Why use a multimeter with low input impedance?

Thread Starter

Jim Hunter

Joined Jan 27, 2013
In looking for a digital multimeter, I came across the Fluke 113 on eBay. I found out it has low input impedance (according to the specs, 3 k\(\Omega\)). What I don't understand is: why would one want such a device? Doesn't it make it pretty useless as a voltmeter if the input impedance is low? (I thought the whole point was to have I high resistance in the voltmeter so that current through the voltmeter was low)


Joined Apr 7, 2010
The 113 is a "utility" meter made for industrial or utility company electricians.

The low-Z input is useful for AC measurements on wiring that is closely bundled together, such as at the end of a long conduit run. Stray voltages will appear on otherwise open wires due to capacitive coupling with the live wires in the bundle.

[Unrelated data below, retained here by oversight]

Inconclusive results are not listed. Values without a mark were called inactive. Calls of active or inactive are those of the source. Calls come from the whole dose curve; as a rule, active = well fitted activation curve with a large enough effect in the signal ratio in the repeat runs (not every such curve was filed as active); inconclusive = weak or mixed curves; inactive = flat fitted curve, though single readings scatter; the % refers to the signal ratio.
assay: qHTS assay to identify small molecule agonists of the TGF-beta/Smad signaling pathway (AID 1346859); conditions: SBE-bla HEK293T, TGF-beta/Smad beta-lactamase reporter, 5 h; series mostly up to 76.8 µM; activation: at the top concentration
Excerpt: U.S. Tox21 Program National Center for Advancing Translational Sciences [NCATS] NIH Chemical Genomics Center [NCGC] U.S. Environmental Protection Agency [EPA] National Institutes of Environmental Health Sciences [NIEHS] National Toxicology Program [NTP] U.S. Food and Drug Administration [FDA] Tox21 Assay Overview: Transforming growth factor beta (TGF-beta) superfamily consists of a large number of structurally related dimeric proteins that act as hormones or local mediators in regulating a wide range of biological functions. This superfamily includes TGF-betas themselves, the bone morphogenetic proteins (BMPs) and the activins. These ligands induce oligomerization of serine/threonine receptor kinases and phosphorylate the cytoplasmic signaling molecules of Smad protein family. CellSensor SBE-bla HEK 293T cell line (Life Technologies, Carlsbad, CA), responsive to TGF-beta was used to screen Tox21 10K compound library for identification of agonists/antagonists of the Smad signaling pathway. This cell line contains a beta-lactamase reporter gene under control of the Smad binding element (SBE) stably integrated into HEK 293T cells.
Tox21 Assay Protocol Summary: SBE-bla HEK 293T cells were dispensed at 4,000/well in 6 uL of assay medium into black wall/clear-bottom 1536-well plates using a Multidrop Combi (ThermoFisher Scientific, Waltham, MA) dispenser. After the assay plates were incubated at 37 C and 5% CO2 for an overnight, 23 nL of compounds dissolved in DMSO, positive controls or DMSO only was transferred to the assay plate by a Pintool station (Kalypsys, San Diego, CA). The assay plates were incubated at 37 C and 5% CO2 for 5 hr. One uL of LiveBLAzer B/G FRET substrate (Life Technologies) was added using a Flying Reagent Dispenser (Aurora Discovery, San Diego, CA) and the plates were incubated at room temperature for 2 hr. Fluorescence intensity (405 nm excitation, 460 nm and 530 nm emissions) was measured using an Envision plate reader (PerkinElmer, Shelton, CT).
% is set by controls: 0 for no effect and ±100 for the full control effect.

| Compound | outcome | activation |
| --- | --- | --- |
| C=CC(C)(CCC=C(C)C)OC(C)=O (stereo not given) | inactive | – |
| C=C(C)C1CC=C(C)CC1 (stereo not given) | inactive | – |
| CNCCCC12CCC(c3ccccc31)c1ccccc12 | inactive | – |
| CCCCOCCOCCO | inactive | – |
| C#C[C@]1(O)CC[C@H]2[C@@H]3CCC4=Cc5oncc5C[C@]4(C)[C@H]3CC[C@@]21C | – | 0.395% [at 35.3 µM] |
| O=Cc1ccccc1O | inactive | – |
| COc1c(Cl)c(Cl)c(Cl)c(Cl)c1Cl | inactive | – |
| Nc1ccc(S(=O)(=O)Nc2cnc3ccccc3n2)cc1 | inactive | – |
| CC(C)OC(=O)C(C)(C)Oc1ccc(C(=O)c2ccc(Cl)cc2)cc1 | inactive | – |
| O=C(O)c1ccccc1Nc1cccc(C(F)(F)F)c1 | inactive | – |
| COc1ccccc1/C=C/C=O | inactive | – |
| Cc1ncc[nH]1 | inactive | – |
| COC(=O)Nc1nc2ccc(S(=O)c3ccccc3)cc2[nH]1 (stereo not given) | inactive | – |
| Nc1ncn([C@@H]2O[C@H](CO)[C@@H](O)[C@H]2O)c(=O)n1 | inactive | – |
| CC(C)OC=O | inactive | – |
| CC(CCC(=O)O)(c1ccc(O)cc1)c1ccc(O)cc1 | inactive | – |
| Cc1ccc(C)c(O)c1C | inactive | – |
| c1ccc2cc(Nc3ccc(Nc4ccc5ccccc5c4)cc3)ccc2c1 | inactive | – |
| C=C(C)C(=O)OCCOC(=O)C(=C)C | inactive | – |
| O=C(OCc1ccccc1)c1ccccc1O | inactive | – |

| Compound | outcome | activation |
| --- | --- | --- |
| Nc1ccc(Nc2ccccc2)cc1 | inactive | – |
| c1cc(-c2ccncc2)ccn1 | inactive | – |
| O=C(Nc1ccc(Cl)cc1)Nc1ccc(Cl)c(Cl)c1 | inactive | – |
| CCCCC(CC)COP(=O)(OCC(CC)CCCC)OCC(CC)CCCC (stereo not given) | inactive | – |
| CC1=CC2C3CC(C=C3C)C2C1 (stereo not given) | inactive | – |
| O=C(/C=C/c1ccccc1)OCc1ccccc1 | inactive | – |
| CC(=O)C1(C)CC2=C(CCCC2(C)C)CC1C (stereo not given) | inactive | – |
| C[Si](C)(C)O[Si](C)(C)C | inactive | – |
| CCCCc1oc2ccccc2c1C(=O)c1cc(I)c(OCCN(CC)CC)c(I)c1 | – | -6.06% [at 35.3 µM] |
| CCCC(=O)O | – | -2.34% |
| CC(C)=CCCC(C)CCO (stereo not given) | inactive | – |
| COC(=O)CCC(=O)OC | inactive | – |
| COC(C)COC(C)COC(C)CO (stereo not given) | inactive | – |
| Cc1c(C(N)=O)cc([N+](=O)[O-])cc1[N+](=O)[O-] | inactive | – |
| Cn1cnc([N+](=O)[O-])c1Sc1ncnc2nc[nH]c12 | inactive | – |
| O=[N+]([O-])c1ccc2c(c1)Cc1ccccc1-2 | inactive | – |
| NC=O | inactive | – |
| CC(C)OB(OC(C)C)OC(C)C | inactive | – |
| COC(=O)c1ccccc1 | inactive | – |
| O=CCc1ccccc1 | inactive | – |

Joined Feb 28, 2009
In some tests, loading is required to prevent phantom readings. The unit you are looking at provides some. The photo shown in your link shows an industrial electrician making a test on power equipment. Where I worked, we were required to use a Wiggi (solenoid type) testing unit for checking 440VAC fuses, etc. The electronic type DVMs were used for electronic work.

An interesting read is here.... http://en.wikipedia.org/wiki/Solenoid_voltmeter


Joined Nov 30, 2010
Another good use is in checking small batteries like the CR2032 used for CMOS memory in computers. With a 10Meg meter, bad batteries look fairly good. Add a 1ma load (3k ohms) and the bad ones betray themselves by dropping to an obviously wrong voltage. I have to alligator a 3.3k resistor to my Fluke probes to test batteries or I'll get false readings.